Not to mention having to do the master too. He worked like a fiend to get all those weird angles and corners mudded and taped.

After adding texture to the walls, to match the few existing pieces, the bathroom got primed and the cement board for the floor installed. Notice how Mike feels about being done with drywall work for a while. 

And then we primed and painted (Notre Dame by Valspar) and poured the self-leveler for the floor - step two in the process to be able to use the beautiful tiles we picked out despite having an old house that has settled out of square. Plus, here Mike has all the electrical donzo - light/fan is in and switch/outlet covers up! 

Then Dad came back over and helped with the tiling. Woot!!

The tile got grouted and sealed and then was DONE!

After flooring; baseboard, the toilet and our new vanity and sink (IKEA) were installed and "bathroom stuff" was moved in to be "done" - and almost "done-done". 

So to make it done done it we need to:
Clean like crazy. Man it's dusty.
Trim around door, window and edge of tub. 
Cut and hem the window valance and hang.
Add panel for length to shower curtain.
Buy, install and trim the mirror.
Re-caulk edge of shower.
Buy and hang towel bars and ring.
Buy a trash can
Hang toilet paper holder.
Hang up the clock.

February 7, 2014

DIY Origami Elephant Mobile

I just finished my first big DIY for the nursery/kids room!
 So this may be news to some of you, but I really like elephants. And Africa. So you can imagine how excited I was to find this bedding at Target when I started looking into the design for the nursery/kids room. The bedding for both the crib and twin bed come from a set called Etosha at Target. 
Here's the crib set to give you an idea of the style:
So, with that as our basis I started envisioning the rest of the room! So much fun!! I found this mobile on Pinterest and really liked the style, but not the $50 price tag shipped from Sweden through Etsy! 
So I decided to make my own version for way cheaper. 
That way I could pick exactly the colors I wanted too! After a quick trip to Hobby Lobby I was ready to go. 
Here's what you need:
Origami paper: $5.99 (-$2.40 with Hobby Lobby's 40% off coupon
10" Embroidery Hoop: $1.69 (only the inner ring is used)
Thread: $2 (~12 yds. I already had black button weight, so I used that) 
Hand needle: (longer is more convenient but not necessary)
Metal ring: 10/$2 (I pulled one off an old keychain)
{Optional} Bone folder (aka "paper creaser"): $3.99
{Optional} Small beads

I spent less than $10.00!!
Way more manageable than $50 and in exactly the colors you want!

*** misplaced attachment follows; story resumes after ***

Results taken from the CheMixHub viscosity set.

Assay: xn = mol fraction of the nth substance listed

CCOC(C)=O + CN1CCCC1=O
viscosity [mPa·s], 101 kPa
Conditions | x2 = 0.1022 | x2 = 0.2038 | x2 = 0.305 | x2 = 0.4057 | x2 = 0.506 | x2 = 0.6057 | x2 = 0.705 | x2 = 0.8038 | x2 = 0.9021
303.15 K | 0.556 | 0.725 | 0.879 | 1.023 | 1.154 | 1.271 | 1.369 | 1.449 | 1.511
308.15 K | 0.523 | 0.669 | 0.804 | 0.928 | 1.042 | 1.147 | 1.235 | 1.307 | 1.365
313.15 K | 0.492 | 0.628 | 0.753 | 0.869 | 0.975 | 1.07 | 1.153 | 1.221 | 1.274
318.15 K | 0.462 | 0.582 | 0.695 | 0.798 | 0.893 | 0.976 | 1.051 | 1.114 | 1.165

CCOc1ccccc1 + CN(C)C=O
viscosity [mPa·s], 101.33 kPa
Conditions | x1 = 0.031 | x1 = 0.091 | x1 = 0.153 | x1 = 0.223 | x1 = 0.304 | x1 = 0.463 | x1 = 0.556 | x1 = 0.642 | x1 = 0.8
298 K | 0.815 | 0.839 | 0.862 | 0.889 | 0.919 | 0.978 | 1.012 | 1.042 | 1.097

So obviously, step one is making your elephants! I picked out 9 colors that matched the bedding and then did a good old Google search for origami elephant patterns. I ended up using the video linked here. She gives very clear instructions, which is great for your first elephant or two, but seems pretty slow once you know what you're doing. I ended up making two individually and then the other seven I made assembly line style, pausing the video every few steps.

Eventually you will have your own little herd of elephants!

Once they are all made, it's time to assemble. Take the inner hoop from your embroidery hoop. This will be what keeps the elephants separated out evenly. You can do lots of math to find the exact positions of your nine strings, or if you're lazy like me, you can estimate and slide them as needed. 
Tie the strings with a tight knot, wrap around the hoop a few times and then tie again. Trim the ends. Repeat this in the same locations so there are strings tied in both directions (9 to hang from the ceiling and 9 to hold elephants). Our mobile will hang from the ceiling and I wasn't sure the length it would need to be, so I cut all my strings about 2 feet long, but that was probably overkill. 
If you want, you could now add beads to each upper string that would sit above the ring as decoration. Hold the ring firmly on a flat surface and gather the upper strings (the ones that will attach to the ceiling) so they come together about 6 inches over the ring. Look straight down at the ring and make sure the spot you have them pinched is directly over the center of the circle, pulling the strings tight - but don't let the ring come off the table. This will make the ring hang level with the floor, so take your time! When you're satisfied, tie a simple knot at the point where the strings are pinched. Divide the strings into 3 sets of 3 and braid them to the end. Knot the end and then knot on the key ring.
Hang the mobile from something to help manage the strings (I used the pull cords on a ceiling fan) as you attach the elephants. Thread a string through the needle and poke down through the back of the first elephant. I found that the point about 1/4" closer to the trunk from the "X" formed by the foldlines made them hang pretty level. Be sure to hang them in the order you want them! Tie a thick knot (page 2 of this pdf shows how to do this) in the bottom of the thread.  Another (possibly better) option is to tie on a small bead. Trim the thread below the knot and carefully slide the elephant down onto the knot. Once you have the mobile hung where it belongs, you can change how low the elephants hang by either re-knotting the thread and trimming it shorter or by wrapping the thread around the ring. 

TADA - your very own $10 origami mobile!